Interesting to compare the beginnings of the NYRB with how reviews of books get started now. The whole interview is quite fascinating.
This was one time you could start a book review essentially without money.
Jason saw that with no other place to advertise, the publishers in New York would cover the costs. He called and asked me if I could leave Harper’s and start a new book review. I went to see Jack Fischer, the editor of Harper’s. He said, good, it’ll be a great experience. You’ll be back in a month.
You didn’t have any notion this would become an institution in this way?
No. I didn’t know what was going to happen. I thought it was very possible that I would come back, and it was very kind of Jack to say my job would be held open. I asked Barbara Epstein that morning if she would join me as co-editor. She said yes. We met the next night with Lizzie in the darkened Harper’s offices. We looked through the books that had come in for review, and we thought of various people who might write on them.
The first issue appeared dated February 1, 1963. It has been called the best first issue of a magazine ever published. Looking at these names glittering on the cover, it’s astonishing how many, from W. H. Auden to Gore Vidal, Mary McCarthy to Norman Mailer to William Styron, John Berryman to Robert Lowell to Robert Penn Warren, and on and on, are still recognizable.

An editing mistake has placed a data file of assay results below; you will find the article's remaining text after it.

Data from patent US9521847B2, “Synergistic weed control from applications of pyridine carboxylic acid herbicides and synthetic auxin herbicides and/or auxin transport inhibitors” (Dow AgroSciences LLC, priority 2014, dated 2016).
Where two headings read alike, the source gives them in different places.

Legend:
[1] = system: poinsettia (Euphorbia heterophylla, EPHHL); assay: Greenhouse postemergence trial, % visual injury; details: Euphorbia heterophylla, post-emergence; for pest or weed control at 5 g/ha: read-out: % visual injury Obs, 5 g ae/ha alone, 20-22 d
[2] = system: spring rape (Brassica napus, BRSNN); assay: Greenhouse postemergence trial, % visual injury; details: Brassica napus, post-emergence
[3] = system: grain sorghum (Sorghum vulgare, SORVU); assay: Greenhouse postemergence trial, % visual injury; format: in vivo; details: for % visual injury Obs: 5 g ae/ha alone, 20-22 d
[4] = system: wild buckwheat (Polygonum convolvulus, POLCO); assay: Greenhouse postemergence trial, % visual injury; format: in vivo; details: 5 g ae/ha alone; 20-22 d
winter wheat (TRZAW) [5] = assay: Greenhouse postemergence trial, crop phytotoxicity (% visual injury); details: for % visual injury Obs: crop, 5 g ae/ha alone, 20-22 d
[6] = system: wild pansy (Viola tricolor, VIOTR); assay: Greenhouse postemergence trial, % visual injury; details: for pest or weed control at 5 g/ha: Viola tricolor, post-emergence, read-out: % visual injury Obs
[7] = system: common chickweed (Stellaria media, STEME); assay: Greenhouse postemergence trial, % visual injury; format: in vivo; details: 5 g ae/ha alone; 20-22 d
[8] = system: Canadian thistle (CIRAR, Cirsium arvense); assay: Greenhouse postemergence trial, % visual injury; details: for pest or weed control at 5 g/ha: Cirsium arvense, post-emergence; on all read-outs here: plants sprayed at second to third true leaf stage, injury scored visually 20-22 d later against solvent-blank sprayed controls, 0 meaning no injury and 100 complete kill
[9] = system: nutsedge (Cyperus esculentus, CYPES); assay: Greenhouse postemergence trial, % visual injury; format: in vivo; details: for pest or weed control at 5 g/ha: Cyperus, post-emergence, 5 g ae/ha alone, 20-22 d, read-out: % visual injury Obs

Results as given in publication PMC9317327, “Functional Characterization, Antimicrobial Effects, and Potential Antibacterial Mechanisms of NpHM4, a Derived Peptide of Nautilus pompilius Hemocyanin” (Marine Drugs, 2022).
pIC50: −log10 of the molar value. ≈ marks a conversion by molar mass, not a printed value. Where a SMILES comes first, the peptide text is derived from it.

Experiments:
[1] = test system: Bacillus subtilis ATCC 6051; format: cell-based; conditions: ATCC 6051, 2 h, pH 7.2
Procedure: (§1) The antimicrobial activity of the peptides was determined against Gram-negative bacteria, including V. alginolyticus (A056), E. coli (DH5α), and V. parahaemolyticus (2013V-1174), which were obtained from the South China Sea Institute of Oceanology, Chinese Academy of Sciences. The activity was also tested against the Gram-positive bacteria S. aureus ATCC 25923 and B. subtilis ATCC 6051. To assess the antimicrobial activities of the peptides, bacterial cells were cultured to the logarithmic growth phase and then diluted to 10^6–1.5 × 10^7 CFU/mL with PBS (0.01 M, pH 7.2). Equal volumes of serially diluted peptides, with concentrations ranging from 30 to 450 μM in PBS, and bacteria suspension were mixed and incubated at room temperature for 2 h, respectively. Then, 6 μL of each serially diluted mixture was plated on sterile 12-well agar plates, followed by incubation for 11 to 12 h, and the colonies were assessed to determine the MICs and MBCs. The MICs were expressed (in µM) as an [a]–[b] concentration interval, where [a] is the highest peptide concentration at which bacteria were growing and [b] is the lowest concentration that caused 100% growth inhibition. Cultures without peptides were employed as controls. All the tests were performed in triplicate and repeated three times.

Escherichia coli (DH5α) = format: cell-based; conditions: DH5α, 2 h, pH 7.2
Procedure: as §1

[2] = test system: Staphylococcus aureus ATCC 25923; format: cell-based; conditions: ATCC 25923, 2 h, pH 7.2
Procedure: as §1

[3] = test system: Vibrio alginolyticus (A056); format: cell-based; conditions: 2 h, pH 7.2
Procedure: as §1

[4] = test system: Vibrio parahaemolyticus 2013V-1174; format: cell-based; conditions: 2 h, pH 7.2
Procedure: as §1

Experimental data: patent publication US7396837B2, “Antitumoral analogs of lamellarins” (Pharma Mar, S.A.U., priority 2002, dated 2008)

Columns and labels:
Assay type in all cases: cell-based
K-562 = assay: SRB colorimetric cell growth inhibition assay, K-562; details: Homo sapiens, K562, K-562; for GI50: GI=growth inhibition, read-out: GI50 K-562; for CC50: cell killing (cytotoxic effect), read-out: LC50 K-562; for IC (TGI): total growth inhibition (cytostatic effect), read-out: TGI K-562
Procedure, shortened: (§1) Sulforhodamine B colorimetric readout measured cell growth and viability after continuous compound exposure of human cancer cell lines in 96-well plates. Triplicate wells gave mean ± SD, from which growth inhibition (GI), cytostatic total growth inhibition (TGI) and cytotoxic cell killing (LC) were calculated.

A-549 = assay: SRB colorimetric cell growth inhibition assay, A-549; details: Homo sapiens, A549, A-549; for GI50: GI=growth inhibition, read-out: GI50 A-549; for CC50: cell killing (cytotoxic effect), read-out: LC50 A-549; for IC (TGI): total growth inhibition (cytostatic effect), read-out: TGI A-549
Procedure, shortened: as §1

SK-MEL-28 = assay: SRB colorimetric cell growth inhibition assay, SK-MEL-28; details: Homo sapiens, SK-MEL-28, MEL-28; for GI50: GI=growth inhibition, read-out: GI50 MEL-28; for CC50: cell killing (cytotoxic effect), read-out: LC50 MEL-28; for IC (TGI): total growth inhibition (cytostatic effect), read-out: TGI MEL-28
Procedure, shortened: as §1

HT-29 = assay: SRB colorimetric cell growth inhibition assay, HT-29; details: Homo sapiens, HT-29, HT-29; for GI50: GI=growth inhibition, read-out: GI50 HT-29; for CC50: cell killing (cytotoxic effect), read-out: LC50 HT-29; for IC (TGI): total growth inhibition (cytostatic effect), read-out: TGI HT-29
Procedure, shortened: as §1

I remember Jason called his friend Wystan Auden. Lizzie called Fred Dupee—Lizzie and Barbara both. Lizzie called Mary McCarthy, and so did I. Barbara called Gore Vidal. I called Irving Howe, Alfred Kazin, and Norman Mailer. In the next two days I talked with Jonathan Miller, who wrote on Updike, and then with Philip Rahv, and Dwight MacDonald, who wrote on Arthur Schlesinger.
What did you say?
I said, we’re starting a new book review, and would they write on the book I was sending? They had three weeks. There was no question of payment. No one asked about it. Sometimes they said, “I’d rather do another book.” They all just assumed a new book review was needed.